How Employer Credit Checks Are Keeping Black People Unemployed


When New York State Attorney General Eric T. Schneiderman announced that his office had cut a deal with the three big credit bureaus—Experian, Equifax and TransUnion—to improve the customer experience, the news shook the financial-services world into a frenzy.


“In today’s world, the consumer’s input is less important than the bank or collector’s input,” John Ulzheimer, an expert at CreditSesame, told the New York Times. “The attorney general’s settlement changes that.”

But for people of color, this is nothing to text home about. The untold, untouched and unaddressed silent crisis widely ignored by policymakers is how credit checks are used to discriminate against job seekers.

In fact, employer credit checks could be a major factor in chronic underemployment in the postrecession world or in the inability of capable and qualified folks to land a full-time gig. While most are too embarrassed or frustrated to say it, African Americans are the hardest hit by rampant poor credit, especially since many are still struggling to recover from the downsizing, foreclosures and unpaid bills of the Great Recession.

And you can’t get out of debt if you can’t get a job. As a result, the recent overhaul of credit bureaus may do little to solve the vicious cycle that confronts many African Americans, not until the system eliminates callous employer credit checks as job-suppression tools. While these newly announced changes seek to offer reprieve on unpaid medical bills and the error-correction process, they go nowhere near banning the sinister credit-check-for-employment practice.

“The most insidious and alarming part of the rise in credit-check use stems from its ostensibly race-neutral facade,” New America Foundation’s Hannah Emple explains. “People of color are more likely to have poor credit because of historical and contemporary forms of discrimination that limit educational, employment, borrowing and housing opportunities.”

Emple views credit-check-based employment decisions as a way of “operationalizing racial discrimination in a supposedly race-neutral way that will [unfortunately] stand up to legal scrutiny until we make it illegal.”


That’s what a 2012 Demos National Survey on Credit Card Debt found when it examined low- and middle-income households: One out of 10 unemployed workers reported credit checks kept them out of a job. That ratio is considerably higher for African Americans, among whom only a quarter of black households report credit scores of 700 or above.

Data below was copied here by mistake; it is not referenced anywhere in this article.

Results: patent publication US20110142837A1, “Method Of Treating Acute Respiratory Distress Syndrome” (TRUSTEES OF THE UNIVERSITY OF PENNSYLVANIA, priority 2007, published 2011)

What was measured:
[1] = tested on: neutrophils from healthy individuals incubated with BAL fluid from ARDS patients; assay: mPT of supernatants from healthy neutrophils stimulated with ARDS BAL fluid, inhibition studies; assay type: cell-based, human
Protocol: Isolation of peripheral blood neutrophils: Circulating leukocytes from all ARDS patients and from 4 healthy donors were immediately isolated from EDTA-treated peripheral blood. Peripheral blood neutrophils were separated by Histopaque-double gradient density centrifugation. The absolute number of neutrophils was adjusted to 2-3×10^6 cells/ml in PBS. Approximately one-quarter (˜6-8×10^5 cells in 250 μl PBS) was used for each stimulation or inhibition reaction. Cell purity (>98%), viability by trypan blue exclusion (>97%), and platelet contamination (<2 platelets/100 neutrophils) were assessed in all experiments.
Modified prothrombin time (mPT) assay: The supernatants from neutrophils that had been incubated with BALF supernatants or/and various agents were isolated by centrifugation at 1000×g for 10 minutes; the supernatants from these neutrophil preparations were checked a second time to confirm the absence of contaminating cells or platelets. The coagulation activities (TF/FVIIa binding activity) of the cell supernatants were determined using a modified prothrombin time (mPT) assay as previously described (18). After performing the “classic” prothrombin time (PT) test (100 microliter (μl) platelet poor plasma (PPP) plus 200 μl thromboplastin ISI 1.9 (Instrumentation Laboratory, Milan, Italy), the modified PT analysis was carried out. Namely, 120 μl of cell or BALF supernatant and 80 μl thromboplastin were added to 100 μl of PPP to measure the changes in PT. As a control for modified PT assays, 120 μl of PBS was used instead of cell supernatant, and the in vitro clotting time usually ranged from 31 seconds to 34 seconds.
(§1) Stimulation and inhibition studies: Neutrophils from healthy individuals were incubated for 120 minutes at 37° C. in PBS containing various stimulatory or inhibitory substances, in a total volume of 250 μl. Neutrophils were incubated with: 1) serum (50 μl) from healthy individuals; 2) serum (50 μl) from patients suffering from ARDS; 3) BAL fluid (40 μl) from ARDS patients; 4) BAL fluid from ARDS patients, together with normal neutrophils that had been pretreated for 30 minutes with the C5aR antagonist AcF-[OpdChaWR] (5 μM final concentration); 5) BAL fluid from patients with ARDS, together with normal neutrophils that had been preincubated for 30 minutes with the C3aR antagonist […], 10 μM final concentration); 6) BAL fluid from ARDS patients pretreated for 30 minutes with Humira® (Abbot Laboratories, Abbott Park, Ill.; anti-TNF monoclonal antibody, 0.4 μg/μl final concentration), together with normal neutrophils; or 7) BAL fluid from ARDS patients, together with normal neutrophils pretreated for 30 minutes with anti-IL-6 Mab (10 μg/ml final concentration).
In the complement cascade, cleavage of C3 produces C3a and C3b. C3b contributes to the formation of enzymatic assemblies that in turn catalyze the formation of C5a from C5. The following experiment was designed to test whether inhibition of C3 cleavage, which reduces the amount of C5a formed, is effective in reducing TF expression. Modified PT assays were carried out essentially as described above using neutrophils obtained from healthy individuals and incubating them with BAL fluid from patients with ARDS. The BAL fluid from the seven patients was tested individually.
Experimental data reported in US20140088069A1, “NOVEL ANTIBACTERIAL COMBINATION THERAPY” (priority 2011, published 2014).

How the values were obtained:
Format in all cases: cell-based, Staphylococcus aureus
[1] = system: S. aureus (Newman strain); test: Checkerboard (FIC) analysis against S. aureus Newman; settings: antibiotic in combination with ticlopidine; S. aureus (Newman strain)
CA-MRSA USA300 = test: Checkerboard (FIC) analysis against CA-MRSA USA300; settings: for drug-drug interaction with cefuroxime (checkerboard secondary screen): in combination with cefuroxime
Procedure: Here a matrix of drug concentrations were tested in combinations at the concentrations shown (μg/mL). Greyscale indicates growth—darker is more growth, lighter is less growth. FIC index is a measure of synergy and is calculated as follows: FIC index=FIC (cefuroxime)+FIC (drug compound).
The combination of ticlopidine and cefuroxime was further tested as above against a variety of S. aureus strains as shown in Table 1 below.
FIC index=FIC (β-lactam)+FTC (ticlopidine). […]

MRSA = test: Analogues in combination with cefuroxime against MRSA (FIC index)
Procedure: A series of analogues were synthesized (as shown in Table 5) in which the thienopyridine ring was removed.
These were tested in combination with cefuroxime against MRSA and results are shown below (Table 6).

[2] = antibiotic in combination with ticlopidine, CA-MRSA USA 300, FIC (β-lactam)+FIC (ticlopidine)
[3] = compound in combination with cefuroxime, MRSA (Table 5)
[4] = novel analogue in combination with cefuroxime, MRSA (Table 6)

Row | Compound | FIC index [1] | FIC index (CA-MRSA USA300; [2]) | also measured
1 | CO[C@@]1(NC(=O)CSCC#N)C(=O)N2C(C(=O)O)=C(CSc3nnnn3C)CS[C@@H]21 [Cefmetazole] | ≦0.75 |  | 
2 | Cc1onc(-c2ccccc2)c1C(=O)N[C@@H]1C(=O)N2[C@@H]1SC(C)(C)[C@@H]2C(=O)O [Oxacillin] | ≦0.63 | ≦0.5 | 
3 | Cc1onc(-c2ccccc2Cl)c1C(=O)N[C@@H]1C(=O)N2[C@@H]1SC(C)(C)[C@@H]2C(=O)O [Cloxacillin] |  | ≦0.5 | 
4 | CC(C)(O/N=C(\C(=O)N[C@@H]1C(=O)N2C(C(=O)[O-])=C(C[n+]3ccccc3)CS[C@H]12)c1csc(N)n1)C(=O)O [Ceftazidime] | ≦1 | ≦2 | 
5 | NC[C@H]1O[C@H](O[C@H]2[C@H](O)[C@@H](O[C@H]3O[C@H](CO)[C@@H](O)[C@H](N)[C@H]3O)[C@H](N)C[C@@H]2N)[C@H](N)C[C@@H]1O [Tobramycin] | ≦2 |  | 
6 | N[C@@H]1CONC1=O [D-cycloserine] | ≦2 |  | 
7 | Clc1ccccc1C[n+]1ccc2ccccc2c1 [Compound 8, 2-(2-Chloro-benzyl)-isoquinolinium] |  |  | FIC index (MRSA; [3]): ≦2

Sure, the Fair Credit Reporting Act permits employment credit checks. But as Demos reports, “[C]redit reports were not designed as an employment-screening tool.” 


And neither Congress nor the White House has taken any steps toward eliminating the widespread practice—although nearly half of all employers are doing it. There is grumbling that the Obama White House virtually ignored legislation introduced over the past few years that would put a cease-and-desist on the credit check as a barrier to employment.

“Using a job applicant’s credit history to deny employment is not fair because personal credit history is not an accurate predictor of job performance,” says Rep. Steve Cohen (D-Tenn.). Last session of Congress, Cohen snagged 30 sponsors for his Equal Employment for All Act (H.R. 645), which would prohibit employers from using credit checks except in cases of national security, Federal Deposit Insurance Corp. clearance, or major responsibility over employer and employee finances. He represents Tennessee’s largest and most predominantly black city: Memphis. According to a 2012 Experian survey of cities and their average credit scores for residents, Memphis is ranked in the bottom 10. 


“Second chances in Hollywood and professional sports occur every day, but not for my constituents who are desperately looking for work,” added Cohen.

Rep. Maxine Waters (D-Calif.), ranking member on the House Financial Services Committee, is also worried about how much credit is wrecking second chances, especially since she’s representing one of California’s largest concentrations of people of color. Way ahead of the New York attorney general’s settlement, Waters introduced her Fair Credit Reporting Improvement Act of 2014 back in September. The bill would have reduced bad credit scores from seven to four years while also removing settled debts.


As long as the credit bureau industry has all sorts of skin in the political game, bills like those above won’t have much chance clearing committee. Experian leads the pack with nearly $3 million in combined campaign contributions and lobbying in Washington since 2013. Equifax is not too far behind at nearly half that amount.   

In the end, as the Center for American Progress’ Joe Valenti argues, bad credit doesn’t translate into bad employee performance. “There are studies showing that if you are undergoing financial distress, you are going to be much more likely to pay off your debt,” Valenti explains. “If credit is keeping you out of a job, that’s only going to put you deeper and deeper into debt.”


Which is why the current system makes absolutely no sense. But then again, chattel slavery made sense to quite a few people 400 years ago, didn’t it?  

Charles D. Ellison is a veteran political strategist and a contributing editor at The Root. He is also Washington correspondent for the Philadelphia Tribune, a frequent contributor to The Hill, the weekly Washington insider for WDAS-FM in Philadelphia and host of The Ellison Report, a weekly public-affairs magazine broadcast and podcast on WEAA 88.9 FM Baltimore. Follow him on Twitter.